Search engines index websites on the web so you can find them more efficiently, and the same is true for internet-connected devices. Shodan indexes devices like webcams, printers, and even industrial controls into one easy-to-search database, giving hackers access to vulnerable devices online across the globe. And you can search its database via its website or command-line library.
Shodan has changed the way hackers build tools, as it allows for a large part of the target discovery phase to be automated. Rather than needing to scan the entire internet, hackers can enter the right search terms to get a massive list of potential targets. Shodan's Python library allows hackers to quickly write Python scripts that fill in potential targets according to which vulnerable devices connect at any given moment.
You can imagine hunting for vulnerable devices as similar to trying to find all the pages on the internet about a specific topic. Rather than searching every page available on the web yourself, you can enter a particular term into a search engine to get the most up-to-date, relevant results. The same is true for discovering connected devices, and what you can find online may surprise you!
Step 1Log into Shodan
First, whether using the website or the command line, you need to log in to shodanhq.com in a web browser. Although you can use Shodan without logging in, Shodan restricts some of its capabilities to only logged-in users. For instance, you can only view one page of search results without logging in. And you can only see two pages of search results when logged in to a free account. As for the command line, you will need your API Key to perform some requests.
Step 2Set Up Shodan via Command Line (Optional)
A particularly useful feature of Shodan is that you don't need to open a web browser to use it if you know your API Key. To install Shodan, you'll need to have a working Python installation. Then, you can type the following in a terminal window to install the Shodan library.
Then, you can see all the available options -h to bring up the help menu.
These controls are pretty straightforward, but not all of them work without connecting it to your Shodan API Key. In a web browser, log in to your Shodan account, then go to "My Account" where you'll see your unique API Key. Copy it, then use the init command to connect the key.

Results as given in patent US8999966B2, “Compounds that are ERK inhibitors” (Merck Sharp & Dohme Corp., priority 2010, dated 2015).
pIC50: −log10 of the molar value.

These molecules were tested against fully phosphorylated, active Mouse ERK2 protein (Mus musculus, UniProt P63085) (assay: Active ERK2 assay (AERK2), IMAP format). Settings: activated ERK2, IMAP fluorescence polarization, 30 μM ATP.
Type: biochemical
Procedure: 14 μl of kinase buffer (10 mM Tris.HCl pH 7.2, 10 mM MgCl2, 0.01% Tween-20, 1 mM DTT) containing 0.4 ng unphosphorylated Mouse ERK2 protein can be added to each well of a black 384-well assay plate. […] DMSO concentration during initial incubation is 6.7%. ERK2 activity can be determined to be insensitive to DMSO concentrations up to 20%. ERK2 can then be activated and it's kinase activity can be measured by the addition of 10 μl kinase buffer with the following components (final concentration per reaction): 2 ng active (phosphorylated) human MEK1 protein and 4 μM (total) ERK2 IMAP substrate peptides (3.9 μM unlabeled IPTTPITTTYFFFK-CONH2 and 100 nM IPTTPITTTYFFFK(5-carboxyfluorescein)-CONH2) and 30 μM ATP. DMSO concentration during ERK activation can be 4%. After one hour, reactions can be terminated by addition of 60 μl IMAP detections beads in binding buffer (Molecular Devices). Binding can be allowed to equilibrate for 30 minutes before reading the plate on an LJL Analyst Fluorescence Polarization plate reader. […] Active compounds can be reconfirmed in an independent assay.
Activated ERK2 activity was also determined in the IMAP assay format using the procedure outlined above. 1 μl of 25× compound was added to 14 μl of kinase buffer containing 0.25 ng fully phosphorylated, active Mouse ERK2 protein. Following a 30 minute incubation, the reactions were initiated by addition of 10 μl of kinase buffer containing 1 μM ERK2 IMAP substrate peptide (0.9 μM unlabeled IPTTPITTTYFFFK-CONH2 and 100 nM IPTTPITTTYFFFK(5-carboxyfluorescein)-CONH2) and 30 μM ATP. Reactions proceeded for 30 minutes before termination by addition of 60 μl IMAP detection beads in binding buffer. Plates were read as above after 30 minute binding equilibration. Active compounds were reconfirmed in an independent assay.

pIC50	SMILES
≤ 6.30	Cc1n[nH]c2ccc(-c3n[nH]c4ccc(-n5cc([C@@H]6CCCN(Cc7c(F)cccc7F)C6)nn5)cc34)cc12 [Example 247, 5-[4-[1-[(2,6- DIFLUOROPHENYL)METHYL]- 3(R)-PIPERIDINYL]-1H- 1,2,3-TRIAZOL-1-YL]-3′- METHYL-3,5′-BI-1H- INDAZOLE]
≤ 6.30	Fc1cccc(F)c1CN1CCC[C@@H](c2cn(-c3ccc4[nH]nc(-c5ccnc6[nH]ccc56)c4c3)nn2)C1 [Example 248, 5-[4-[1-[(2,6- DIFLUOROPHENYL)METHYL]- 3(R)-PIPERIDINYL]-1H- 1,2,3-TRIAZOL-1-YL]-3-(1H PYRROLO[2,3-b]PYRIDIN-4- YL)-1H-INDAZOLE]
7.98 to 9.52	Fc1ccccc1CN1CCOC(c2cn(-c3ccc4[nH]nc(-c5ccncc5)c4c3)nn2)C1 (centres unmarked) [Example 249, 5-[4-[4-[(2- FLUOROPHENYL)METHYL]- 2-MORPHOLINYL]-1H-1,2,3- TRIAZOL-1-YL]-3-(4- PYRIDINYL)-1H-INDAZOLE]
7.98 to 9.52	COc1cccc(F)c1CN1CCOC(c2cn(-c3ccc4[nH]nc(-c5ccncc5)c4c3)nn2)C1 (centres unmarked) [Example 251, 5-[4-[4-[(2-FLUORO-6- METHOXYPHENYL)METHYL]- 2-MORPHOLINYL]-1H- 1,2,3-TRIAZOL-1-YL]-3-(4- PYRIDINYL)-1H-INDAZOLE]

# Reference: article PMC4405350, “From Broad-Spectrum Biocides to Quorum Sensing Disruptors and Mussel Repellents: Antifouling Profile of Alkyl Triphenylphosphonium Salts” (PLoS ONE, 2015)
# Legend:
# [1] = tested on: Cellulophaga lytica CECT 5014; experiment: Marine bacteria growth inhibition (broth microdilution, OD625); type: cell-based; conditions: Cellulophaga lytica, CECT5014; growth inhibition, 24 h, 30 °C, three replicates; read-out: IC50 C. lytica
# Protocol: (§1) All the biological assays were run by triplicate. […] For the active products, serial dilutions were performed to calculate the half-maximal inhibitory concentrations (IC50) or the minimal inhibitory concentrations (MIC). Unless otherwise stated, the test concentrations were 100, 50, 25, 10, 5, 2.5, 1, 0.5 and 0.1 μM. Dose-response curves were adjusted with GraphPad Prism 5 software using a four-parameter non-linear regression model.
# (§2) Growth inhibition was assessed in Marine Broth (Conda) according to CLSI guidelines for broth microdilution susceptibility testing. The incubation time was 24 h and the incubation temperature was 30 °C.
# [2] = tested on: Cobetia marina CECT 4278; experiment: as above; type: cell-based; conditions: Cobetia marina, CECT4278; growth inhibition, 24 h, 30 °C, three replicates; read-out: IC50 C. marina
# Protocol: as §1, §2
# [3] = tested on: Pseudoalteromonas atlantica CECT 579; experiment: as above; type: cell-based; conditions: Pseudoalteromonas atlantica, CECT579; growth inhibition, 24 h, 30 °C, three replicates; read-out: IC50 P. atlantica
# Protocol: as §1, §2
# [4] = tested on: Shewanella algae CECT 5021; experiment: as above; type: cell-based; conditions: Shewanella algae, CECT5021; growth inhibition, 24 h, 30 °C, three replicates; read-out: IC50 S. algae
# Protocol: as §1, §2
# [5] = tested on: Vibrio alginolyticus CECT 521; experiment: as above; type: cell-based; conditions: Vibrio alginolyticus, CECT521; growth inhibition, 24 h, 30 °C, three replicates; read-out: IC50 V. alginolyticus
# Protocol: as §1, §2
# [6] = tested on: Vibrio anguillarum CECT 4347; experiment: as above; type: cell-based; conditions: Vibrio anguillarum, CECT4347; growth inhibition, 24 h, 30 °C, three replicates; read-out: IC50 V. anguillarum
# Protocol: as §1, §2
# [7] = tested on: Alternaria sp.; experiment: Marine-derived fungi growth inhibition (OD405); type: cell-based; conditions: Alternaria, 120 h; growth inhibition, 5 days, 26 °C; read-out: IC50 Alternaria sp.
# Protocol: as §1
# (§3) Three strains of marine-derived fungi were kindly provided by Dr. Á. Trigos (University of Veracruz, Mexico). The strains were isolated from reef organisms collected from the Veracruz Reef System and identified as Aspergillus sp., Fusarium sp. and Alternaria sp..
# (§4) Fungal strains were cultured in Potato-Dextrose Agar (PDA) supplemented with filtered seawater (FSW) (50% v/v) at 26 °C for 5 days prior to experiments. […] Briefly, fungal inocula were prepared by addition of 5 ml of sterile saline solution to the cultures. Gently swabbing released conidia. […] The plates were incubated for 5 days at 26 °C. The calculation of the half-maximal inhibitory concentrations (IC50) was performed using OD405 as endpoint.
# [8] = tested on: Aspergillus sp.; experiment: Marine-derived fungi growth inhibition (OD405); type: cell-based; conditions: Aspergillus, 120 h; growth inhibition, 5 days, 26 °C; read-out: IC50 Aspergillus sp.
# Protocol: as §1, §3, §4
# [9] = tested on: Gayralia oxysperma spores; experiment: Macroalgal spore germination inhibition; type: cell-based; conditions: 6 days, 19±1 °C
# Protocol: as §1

Search for Accessible Webcams
There are many ways to find webcams on Shodan. Usually, using the name of the webcam's manufacturer or webcam server is a good start. Shodan indexes the information in the banner, not the content, which means that if the manufacturer puts its name in the banner, you can search by it. If it doesn't, then the search will be fruitless.
One of my favorites is webcamxp, a webcam and network camera software designed for older Windows systems. After typing this into the Shodan search engine online, it pulls up links to hundreds, if not thousands, of web-enabled security cameras around the world.
To do this from the command line, use the search option. (Results below truncated.)
To exit results, hit Q on your keyboard. If you only want to see certain fields instead of everything, there are ways to omit some information. First, let's see how the syntax works by viewing the help page for a search.
Unfortunately, the help page does not list all of the available fields you can search, but Shodan's website has a handy list, seen below.
So, if we wanted to only view the IP address, port number, organization name, and hostnames for the IP address, we could use --fields as such:
Look through the results and find webcams you want to try out. Input their domain name into a browser and see if you get instant access. Here is an array of open webcams from various hotels in Palafrugell, Spain, that I was able to access without any login credentials: